WT: I’ve been thinking a lot about this. If something directly racist is in the work, but had been overlooked, like with the Dr. Seuss thing, it seems obvious to me, that in the work, we have to reevaluate that writer in some ways. And at minimum, I think it makes perfect sense to not publish those books anymore, because they’re not saying they’re going to not publish the rest of his work. I think his work needs to be understood in context with “Okay, he did these things, but also he did this.” But, what if a writer is known for having a lot of affairs that were consensual? Does that affect the way that they write?
V.V. Ganeshananthan: Are you thinking of anyone in particular?
WT: I’m thinking of, basically, every writer from the 70s and 80s. When I try to explain to my students, yeah, they’re writing a lot about having affairs. It seemed like people did that a lot back then, and my students are all like, “They’re bad! This is bad! This character is bad! We can’t discuss this!” I find that interesting.
VVG: I require so much more particularity in how I think about that because not all affairs are alike, I suppose. While there are power dynamics in all of them, I would be curious to hear your students have that conversation.
WT: We were reading James Baldwin’s book Another Country, and the main character is an African American guy who has an affair with a white woman, and then physically abuses her. I think that Baldwin doesn’t want you to totally separate from that character. He wants you to take him seriously and think about what systemic racism has done to him in the way that he’s having this relationship, but my students really just wanted to cancel him. He wasn’t somebody that they wanted to morally consider. Now, this is different than thinking about the author’s life, but that’s an example that I was thinking about recently.
VVG: And maybe you were getting also a little bit to the question of what cancellation even means. Does cancelled for your students mean don’t teach it or don’t read it at all? My own problematic faves, I read them, perhaps, but I read them alone. I talk about them with other people for whom they are also problematic faves and we’re like, ahhh, problematic! I think for me, it’s probably Roald Dahl. I’m a child of the Commonwealth, the former Commonwealth. There’s this set of colonial literature that so many of us knew. So many people have Enid Blyton on their shelf, or The Secret Garden. All the Francis Hodgson Burnett is laden with references to “and then he went to India and he got the yellow fever, but my ayah helped me.” And you’re like, “Oh, God!” How many of these depictions are there? The Pondicherry detour in Charlie and the Chocolate Factory, where all of a sudden you’re with an Indian prince for a chapter and he wants a chocolate palace built. That was actually how I learned what Pondicherry was. So there are all of these South Asian stereotypes all over a lot of the literature that I grew up with and really loved. Dahl was really formative for me. I can’t chuck him. I have to contend with the ways in which he was formative for me. Are there writers like that who were formative for you guys?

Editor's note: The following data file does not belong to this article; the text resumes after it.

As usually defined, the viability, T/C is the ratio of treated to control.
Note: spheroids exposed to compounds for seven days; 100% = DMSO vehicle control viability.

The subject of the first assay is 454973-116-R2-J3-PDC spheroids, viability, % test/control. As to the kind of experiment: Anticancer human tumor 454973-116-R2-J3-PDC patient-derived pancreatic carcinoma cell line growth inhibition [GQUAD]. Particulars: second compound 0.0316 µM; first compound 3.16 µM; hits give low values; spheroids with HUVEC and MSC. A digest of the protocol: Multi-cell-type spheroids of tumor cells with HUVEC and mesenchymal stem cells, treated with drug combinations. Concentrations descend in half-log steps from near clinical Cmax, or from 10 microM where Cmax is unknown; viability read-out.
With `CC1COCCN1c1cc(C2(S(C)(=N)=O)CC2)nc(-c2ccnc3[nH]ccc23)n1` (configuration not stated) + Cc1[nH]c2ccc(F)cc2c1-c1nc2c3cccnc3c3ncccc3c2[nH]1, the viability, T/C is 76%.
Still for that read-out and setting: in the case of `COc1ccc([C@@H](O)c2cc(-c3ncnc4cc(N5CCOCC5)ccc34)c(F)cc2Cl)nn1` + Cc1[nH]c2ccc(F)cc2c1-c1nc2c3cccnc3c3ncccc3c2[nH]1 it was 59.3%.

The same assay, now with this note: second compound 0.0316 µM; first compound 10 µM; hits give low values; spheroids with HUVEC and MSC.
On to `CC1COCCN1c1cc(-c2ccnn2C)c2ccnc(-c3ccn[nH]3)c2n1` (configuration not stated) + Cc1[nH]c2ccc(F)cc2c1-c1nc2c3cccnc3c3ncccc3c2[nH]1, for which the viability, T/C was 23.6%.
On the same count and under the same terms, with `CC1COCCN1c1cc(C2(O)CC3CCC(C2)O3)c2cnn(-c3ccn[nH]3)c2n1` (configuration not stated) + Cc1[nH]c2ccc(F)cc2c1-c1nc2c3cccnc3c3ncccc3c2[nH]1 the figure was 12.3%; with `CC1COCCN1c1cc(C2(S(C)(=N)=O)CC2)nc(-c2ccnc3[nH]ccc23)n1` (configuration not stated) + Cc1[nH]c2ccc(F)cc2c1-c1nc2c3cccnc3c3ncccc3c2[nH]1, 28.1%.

MG: Yeah, absolutely. I think it’s interesting. We’re looking towards old writers long dead for this conversation, because we benefit from time. We can see how interpretations of their work have changed over the years. Should we not read W.E.B. Du Bois just because he wrote a glowing obituary of Stalin? Of course we should still read him. Does that impact the transformative experience I had in college when I first read Black reconstruction in America? It doesn’t. Does it influence how I think about Du Bois and one major piece of the conversation in American Letters? Oh yeah, it does. A problematic fav personal to me that I was thinking about is Joseph Conrad. Lord Jim is top drawer for me. Hugely influential. It’s a book about failure and living with failure. It’s a book that explores the chasms between moral courage and physical courage. It’s a book that has inspired many a young person to go off and try to be something in the world. It’s also a pretty racist book, particularly in the second half when Jim gets to the island in the South Seas. How do I perfectly reconcile those things? I don’t think I have, and I think that’s part of this. It’s an “and,” it’s not “either/or.” Conrad should be read and studied and critiqued. You’ve finished Conrad? You should pick up Achebe’s essay that points out all the many racist characters that his books are filled with. It doesn’t mean Conrad should just go away. I don’t find that to be a solution to anything.
Transcribed by https://otter.ai. Condensed and edited by Andrea Tudhope, Raine Briscoe, Olivia Legaspi, Josh Moncure, and Cydia White.